Posts Tagged ‘horror’

Most of you right now are probably thinking to yourself, “Man, I’m hungry.” But some of you may be wondering, “What in the hell is The Catcher? Is that the movie with acting god Freddie Prinze Jr.?” No, silly, that’s Summer Catch. The Catcher is far, far, um, different from that film.

First of all, if you do not know who David Heavener is, you should probably look that man up on IMDB and watch every single one of his films as soon as you can. As it stands, I’ve seen Lethal Ninja, Massacre, and now The Catcher, a “masterpiece of cinema.”

The plot is as follows: A former big-time baseball player in the minor leagues, David J. Walker (Heavener) is upset at his fellow teammates for bitching him out for losing their last game of the season. In one teammate’s words, “I’ve been here six years and you screwed up my chance to get in the majors.” Um, I’m pretty sure if you’ve been there for six years and still haven’t moved up the ladder of success, one member of your team is not the one to blame.

Yes, that is the entire plot.

The film takes place inside a baseball stadium. ALL 76 minutes of it. Oh, I’m sorry. There’s also a flashback scene at the beginning with Joe Estevez yelling at a small child for what feels like seven hours before said youngster cracks him over the head with a baseball bat and kills him.

I don’t even know how someone thought this would come together to make any kind of coherent film. David Heavener does what he does, I guess. I’ve actually talked to the man over the phone before and he’s a nice enough guy, but good Lord he needs to stay away from crap like this. The other actors in the film don’t even deserve mentioning except maybe the great Joe Estevez.

Here’s a guy who is Martin Sheen’s brother, but apparently did not take any of the acting talent from his sibling at the same time. He yells, screams, and contorts his face throughout his small part in the film much to the delight of anyone without ears that has to sit through his wonderfully horrific performance.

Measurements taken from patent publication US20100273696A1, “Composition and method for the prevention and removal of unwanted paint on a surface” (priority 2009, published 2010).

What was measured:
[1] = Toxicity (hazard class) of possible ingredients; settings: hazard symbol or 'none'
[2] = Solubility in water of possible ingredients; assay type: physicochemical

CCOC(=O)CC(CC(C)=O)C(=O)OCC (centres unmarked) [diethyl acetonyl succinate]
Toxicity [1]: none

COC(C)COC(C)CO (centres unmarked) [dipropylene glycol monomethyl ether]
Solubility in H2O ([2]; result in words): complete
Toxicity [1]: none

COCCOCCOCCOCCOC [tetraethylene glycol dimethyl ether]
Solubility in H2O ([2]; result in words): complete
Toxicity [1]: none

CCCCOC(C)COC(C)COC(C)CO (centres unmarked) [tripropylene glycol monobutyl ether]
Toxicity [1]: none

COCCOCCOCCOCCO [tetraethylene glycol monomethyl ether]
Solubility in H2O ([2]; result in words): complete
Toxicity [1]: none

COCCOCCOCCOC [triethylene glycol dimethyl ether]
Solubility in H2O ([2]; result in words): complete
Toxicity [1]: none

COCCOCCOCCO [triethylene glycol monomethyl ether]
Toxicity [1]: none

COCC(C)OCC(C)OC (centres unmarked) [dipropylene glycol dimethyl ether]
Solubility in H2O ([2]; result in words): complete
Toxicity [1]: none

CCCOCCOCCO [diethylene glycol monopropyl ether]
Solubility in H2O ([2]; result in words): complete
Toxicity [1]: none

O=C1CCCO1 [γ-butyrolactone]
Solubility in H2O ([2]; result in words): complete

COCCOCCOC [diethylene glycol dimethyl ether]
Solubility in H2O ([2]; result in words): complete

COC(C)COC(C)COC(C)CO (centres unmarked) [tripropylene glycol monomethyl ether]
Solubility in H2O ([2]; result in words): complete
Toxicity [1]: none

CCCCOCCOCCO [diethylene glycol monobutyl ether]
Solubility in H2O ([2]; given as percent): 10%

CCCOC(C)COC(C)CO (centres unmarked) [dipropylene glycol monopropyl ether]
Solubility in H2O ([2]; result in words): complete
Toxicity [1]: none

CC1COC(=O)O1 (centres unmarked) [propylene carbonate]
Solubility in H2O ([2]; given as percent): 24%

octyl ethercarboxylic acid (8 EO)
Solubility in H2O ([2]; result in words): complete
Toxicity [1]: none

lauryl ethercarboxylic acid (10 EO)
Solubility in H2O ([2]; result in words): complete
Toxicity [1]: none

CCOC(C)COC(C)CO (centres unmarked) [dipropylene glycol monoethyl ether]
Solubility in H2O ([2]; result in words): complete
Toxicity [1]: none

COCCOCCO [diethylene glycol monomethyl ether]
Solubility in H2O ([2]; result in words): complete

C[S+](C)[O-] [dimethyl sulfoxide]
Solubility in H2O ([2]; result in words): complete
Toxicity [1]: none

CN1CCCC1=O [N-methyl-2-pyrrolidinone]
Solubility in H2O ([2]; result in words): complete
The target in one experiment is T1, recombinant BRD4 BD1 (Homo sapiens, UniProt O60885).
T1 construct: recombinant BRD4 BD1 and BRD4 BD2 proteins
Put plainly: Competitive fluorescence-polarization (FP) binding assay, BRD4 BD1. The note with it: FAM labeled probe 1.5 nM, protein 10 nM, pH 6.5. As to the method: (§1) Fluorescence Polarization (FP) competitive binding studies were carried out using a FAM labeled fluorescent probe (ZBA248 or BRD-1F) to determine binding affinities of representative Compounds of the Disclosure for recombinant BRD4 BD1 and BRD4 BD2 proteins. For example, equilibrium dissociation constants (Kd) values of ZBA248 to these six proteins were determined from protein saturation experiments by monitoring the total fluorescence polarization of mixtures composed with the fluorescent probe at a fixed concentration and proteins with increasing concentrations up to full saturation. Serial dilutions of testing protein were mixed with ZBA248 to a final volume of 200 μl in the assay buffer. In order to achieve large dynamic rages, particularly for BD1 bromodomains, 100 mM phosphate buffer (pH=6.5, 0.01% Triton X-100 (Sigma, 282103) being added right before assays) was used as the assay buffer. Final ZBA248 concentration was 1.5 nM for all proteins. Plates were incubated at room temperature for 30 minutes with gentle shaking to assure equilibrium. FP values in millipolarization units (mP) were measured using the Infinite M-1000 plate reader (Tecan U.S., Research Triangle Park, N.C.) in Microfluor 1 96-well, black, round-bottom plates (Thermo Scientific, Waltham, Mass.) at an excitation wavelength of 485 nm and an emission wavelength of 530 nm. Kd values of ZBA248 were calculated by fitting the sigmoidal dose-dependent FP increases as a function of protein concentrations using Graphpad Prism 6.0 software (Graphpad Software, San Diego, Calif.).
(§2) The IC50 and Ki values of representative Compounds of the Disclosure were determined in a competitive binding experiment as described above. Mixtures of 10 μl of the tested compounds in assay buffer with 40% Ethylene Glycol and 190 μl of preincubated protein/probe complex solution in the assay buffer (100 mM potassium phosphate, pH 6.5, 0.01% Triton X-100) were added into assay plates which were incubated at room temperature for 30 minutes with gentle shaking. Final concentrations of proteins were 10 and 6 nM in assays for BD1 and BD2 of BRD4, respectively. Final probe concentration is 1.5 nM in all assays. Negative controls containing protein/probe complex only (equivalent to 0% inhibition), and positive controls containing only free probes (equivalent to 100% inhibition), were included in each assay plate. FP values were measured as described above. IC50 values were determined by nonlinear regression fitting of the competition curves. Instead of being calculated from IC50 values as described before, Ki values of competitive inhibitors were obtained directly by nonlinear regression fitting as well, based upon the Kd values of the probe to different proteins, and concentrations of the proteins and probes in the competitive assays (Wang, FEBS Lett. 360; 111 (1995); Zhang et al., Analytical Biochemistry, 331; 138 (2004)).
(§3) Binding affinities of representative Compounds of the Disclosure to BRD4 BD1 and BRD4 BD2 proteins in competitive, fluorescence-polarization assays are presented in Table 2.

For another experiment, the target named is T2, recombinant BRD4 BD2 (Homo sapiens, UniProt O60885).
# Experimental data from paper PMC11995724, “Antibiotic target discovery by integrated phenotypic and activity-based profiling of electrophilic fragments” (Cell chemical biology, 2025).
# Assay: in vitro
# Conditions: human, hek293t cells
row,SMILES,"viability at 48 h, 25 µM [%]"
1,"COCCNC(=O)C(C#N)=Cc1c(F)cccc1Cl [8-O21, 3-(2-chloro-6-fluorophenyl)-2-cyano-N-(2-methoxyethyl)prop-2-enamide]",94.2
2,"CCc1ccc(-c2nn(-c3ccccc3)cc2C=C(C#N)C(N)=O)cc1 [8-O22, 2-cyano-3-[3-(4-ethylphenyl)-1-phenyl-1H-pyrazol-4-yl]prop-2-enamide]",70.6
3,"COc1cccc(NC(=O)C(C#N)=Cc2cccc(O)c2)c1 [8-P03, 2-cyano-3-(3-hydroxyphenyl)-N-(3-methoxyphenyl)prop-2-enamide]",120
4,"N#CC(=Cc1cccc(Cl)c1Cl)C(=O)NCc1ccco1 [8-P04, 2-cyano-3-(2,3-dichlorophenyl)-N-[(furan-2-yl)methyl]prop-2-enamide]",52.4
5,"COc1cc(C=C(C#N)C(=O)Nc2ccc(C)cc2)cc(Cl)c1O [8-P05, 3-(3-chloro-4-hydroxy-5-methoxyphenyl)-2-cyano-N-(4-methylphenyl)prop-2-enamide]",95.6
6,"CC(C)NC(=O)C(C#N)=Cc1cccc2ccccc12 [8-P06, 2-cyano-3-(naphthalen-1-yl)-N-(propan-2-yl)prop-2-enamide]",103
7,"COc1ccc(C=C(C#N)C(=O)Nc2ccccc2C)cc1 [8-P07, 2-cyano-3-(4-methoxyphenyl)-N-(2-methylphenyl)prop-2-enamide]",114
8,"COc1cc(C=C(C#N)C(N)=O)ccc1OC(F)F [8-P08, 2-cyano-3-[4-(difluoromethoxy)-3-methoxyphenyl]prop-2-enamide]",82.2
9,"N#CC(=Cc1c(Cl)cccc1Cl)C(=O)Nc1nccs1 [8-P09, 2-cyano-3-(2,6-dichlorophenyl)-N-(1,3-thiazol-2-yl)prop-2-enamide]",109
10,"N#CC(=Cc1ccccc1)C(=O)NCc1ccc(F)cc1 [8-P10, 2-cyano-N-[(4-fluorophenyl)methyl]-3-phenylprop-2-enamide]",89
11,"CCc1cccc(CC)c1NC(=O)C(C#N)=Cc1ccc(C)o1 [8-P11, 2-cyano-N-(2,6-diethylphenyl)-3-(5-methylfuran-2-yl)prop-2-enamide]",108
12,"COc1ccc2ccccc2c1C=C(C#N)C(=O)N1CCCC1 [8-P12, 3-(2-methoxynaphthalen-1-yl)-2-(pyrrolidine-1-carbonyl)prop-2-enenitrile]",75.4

That withstanding, this film is of the horror/slasher genre, so you’d at least expect some slick kills, right? Wrong. What we get is a handful of lame death scenes, some very crappy sound effects, and only ONE cool death. Let’s just say that the killer sticks the baseball bat in an orifice that no one should ever have to experience discomfort in unless your name is Rip Taylor.

Not to mention that this film sports a terrible “twist” ending and some awful cinematography that would make Uwe Boll blush. I give this a:


and may God have mercy on whoever has had the discomfort of watching this drivel.

Worth Peepin’? If you can find it and if you enjoy the cinematic equivalent of getting slapped in the face with a hammer over and over again, yes.

“I don’t believe in God.” — Bob (Dennis Quaid)

As I was looking through all of my archived reviews (a whopping total of three if you count The Tonight Show), I came to the conclusion that I am going to start looking like a movie fan-boy if I just constantly see what I want and shell out praise for classics of the past. Granted, Night of the Living Dead (1990) was by no means a classic, but it was still fairly enjoyable as was Youth in Revolt.

So I thought to myself, “Brendan…can I call you Brendan?” To which I responded, “No, that’s Mr. Wahl to you.” I then shuddered in fear at my own power over myself and responded, “I apologize, Mr. Wahl. Anyway, how are you going to write a negative review if all you do is watch good movies?” I then said, “Well, maybe I’ll go see one at the theatre that could go either way.” And as I was wheeled out of the pink-padded room, I thought that it would be a good idea to go see the film Legion.

I’ll never live that one down.